Samer Al-khateeb moved from Baghdad, Iraq to the USA in 2009 to pursue a bachelor’s degree in Computer Science from the University of Arkansas at Little Rock (UA-Little Rock). After graduating he found himself love teaching and doing research so he decided to finish his master’s in Applied Science and then obtained his Ph.D. in Computer and Information Sciences from the same school. He is a former Postdoctorate Research Fellow at the Collaboratorium for Social Media and Online Behavioral Studies (COSMOS) at UA-Little Rock. He studies deviant acts (e.g., deviant cyber flash mobs, cyber propaganda campaigns, and fake news dissemination) on social media that are conducted by deviant groups (e.g., Daesh, Black-hat hackers, and Propagandist) which aim to influence individual’s behaviors and provoke hysteria among citizens. In addition to that, he studies the type of actors these deviant groups use to perform their acts, i.e., are they human (e.g., internet trolls) or automated actors (e.g., social bots) by leveraging social science theories (e.g., the theory of collective action), social network analysis (e.g., centralities and community detection algorithms), and social cyber forensics (e.g., metadata collection to uncover the hidden relations among these actors across platforms).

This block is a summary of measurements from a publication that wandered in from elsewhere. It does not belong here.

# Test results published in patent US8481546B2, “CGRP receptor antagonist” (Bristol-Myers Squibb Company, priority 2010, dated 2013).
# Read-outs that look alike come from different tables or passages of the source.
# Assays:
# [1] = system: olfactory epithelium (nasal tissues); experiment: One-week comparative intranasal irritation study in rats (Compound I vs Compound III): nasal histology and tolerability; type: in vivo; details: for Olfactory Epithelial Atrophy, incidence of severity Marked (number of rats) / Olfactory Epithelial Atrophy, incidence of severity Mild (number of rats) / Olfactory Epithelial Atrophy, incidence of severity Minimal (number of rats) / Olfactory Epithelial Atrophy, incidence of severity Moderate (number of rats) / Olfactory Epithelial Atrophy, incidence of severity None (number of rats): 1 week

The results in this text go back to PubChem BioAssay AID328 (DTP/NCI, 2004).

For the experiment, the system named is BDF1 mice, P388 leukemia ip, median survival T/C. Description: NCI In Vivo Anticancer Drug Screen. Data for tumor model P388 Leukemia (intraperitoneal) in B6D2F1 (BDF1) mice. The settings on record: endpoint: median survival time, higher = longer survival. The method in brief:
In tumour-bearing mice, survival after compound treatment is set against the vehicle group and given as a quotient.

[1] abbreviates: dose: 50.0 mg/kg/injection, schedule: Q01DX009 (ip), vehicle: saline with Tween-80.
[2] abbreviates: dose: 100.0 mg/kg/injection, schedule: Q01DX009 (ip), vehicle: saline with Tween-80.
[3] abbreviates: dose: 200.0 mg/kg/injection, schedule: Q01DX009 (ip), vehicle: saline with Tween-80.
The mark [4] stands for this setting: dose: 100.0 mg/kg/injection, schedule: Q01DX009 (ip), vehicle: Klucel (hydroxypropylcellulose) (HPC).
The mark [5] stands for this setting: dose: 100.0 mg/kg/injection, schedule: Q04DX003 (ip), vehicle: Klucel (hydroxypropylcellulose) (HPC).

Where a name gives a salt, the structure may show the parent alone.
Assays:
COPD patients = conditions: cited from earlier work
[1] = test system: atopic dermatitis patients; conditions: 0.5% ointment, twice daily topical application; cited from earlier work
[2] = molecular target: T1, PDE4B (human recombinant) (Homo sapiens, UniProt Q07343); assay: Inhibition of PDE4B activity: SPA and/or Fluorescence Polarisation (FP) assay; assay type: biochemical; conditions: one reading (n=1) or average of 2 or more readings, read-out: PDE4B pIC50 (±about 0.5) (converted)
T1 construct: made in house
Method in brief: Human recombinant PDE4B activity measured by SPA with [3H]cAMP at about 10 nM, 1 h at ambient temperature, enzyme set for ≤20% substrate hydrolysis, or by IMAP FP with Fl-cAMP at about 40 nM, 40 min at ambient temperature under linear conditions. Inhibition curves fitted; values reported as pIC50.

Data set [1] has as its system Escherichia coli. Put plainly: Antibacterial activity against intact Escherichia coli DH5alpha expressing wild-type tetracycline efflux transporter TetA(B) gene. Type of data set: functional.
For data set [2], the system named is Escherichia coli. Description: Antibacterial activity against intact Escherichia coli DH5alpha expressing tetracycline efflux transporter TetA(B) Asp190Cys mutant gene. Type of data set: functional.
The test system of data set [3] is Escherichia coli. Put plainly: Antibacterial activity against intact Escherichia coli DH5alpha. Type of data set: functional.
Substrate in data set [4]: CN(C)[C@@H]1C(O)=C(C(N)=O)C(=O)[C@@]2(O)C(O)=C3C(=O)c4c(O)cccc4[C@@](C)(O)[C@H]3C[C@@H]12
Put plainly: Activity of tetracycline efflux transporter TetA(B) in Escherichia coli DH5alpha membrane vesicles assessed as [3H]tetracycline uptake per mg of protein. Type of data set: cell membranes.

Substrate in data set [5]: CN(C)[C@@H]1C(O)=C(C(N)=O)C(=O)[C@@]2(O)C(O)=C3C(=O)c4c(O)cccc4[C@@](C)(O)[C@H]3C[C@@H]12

He has many publications including book chapters, journal papers, conferences proceedings, and conferences presentations. He won various awards such as the Staff Achievement Award for Educational Achievements, Excellence in Research Award, Outstanding Graduating Student Award (Master's Level), Who’s Who Among Students in American Universities and Colleges, the Best Paper Award, 2nd Place Most Innovative Award, and 2nd Place Societal Impact Award, among others.
Computer and Information Science
Deviant Behavioral Modeling
Deviant Cyber Flash Mobs (DCFMs)
Cyber Propaganda Campaigns
Social Cyber Forensics
Social Media Mining
Cyber Collective Actions
Bots Behaviours, Evolution, and Detection
Computer Science, Design and Journalism